1) Raise the front and rear ride heights up to 15mm and 10mm respectively. I always raise the front more than the rear to increase rear end stability and this also helps a lot with aquaplaning. Although I think the volume of water that can accumulate on track may have been dialled back a bit in 1.2 (I've not done much wet weather running but it doesn't seem as bad as it did previously).
    2) A click more rear wing, again for stability.
    3) A couple of clicks less ABS and TC. TC I may lower further once out on track as this can really be overly intrusive on corner exits and having already make changes elsewhere to make the car more stable I find it just cuts down on your straight line acceleration.
    4) Pay attention to where the puddles and streams are forming on track and modify you line to avoid them. Yes there are some as noted on the kemmel straight which can't be avoided. The trick here is to breath on the throttle, maybe change up early into a higher gear or in the most extreme cases I will even brake a touch to scrub speed. There is a spot on the Nurburgring after the Schumacher S where a stream forms across the track just before the braking zone for the left hander. I did an old competition race for one hour in heavy rain/storm conditions there where I was breaking in each lap to make it through safely.

    Bottom line is in wet conditions people are going to be making more mistakes than normal so whatever you can do to minimize yours through setup and driving technique, even if it compromises ultimate pace, will probably pay off over the course of the race.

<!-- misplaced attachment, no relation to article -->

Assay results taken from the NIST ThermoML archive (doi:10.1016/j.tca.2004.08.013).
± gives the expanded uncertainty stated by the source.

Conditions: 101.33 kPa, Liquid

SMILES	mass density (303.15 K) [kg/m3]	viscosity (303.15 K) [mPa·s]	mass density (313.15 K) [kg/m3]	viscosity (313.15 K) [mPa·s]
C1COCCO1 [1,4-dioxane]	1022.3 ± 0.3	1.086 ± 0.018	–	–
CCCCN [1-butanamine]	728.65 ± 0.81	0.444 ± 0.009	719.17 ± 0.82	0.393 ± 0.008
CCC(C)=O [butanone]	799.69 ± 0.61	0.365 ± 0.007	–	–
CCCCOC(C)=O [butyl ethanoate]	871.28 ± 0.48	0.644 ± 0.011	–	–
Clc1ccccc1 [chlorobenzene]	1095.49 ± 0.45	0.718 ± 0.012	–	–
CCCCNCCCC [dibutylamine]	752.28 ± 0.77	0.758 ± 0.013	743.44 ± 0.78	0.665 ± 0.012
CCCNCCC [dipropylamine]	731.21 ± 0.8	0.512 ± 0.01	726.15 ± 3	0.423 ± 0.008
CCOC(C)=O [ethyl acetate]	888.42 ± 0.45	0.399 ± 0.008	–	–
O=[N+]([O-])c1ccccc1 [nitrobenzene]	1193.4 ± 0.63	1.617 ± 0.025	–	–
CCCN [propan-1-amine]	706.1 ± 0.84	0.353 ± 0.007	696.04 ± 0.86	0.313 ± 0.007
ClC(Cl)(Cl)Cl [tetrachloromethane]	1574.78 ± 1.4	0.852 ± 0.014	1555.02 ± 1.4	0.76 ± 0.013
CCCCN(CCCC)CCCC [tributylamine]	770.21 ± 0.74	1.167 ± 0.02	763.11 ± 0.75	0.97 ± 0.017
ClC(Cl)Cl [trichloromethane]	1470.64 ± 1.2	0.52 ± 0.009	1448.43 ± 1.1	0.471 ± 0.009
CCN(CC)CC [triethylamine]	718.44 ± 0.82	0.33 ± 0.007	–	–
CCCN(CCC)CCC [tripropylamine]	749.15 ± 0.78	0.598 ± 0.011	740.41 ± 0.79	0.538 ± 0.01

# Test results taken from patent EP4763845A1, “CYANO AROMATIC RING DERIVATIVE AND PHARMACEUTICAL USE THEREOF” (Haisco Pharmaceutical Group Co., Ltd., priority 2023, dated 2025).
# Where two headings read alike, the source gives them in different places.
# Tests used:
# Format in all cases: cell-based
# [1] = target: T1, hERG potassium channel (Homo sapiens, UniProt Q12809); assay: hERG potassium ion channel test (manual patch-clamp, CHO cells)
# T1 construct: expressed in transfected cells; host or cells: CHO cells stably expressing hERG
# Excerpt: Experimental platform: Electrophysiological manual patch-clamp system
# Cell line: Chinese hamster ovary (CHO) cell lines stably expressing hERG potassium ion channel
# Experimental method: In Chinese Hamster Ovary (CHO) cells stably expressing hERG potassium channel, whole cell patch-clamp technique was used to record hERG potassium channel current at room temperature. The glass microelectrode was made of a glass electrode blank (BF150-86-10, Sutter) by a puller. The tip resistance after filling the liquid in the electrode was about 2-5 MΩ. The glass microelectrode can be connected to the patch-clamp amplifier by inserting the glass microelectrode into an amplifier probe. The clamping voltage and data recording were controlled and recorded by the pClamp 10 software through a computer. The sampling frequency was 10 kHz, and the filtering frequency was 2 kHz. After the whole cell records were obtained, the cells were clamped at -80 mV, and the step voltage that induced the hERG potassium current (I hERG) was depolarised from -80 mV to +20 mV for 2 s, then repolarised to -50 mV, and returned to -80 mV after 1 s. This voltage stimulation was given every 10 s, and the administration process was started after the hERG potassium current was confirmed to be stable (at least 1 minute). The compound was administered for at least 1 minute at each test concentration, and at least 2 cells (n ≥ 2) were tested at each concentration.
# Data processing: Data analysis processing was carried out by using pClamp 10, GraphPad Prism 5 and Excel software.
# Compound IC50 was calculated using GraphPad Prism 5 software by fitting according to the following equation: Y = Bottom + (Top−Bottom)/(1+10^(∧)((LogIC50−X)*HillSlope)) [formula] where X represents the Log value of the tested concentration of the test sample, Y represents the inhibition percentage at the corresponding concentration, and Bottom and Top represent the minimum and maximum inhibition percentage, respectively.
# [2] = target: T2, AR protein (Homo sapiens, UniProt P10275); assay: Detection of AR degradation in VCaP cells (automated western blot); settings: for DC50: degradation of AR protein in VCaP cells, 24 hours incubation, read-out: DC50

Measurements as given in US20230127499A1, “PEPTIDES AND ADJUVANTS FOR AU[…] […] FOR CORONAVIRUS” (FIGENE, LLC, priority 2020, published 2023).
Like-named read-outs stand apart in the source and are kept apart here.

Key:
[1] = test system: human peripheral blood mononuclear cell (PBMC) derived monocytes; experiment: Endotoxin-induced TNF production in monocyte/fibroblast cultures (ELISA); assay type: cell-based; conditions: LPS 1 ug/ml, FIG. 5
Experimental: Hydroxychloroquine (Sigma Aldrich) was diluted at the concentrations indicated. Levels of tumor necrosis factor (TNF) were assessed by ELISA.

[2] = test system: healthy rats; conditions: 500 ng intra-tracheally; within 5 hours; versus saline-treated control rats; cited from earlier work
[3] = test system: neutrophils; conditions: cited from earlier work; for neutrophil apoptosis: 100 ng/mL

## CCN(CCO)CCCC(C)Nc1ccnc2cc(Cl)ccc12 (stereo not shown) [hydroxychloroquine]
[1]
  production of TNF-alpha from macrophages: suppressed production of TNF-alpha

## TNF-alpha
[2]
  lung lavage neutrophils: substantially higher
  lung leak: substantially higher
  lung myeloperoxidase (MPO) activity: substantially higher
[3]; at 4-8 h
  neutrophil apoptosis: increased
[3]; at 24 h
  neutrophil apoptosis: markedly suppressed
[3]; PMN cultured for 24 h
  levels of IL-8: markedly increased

eRacer212 likes this.
  14. Luis Branco

    Luis Branco Hardcore Simmer

    Do you find less tendency to block the wheels and to avoid increasing chances of aquaplaning when braking with a dialled down ABS setting in a water saturated track (heavy rain and storm), by means of only setup changes?

    I ask because, if for TC, changes in setup and/or with smoother inputs I do find room to mitigate the use of TC, I do not for ABS use.

    When braking in a drenched track, I never find any improvement by lowering the ABS.
    When I reduce the ABS in the wet to a level lower than the wetness requires, as it happens in heavy rain and storm, I have to increase the braking distance, anticipating the braking point, either to have room to reduce speed enough to take the turn without compromising the line due to brake locking, start aquaplaning and sliding, either with oversteer or understeer, or, at the best, to have time to regain car composure before starting to turn.
    When that happens, mainly in heavy rain and storm, exactly the conditions you presented, I usually increase ABS again to where it was before, having to wait for the wetness to lower a bit until I can set a lower ABS level.
     
  15. stephen_b

    stephen_b Racer

    Purely a personal subjective feeling with the ABS. I think I have a light touch on the brake pedal which probably helps.
     
  16. LeSunTzu

    LeSunTzu Alien

    Braking depends a lot on your hardware too.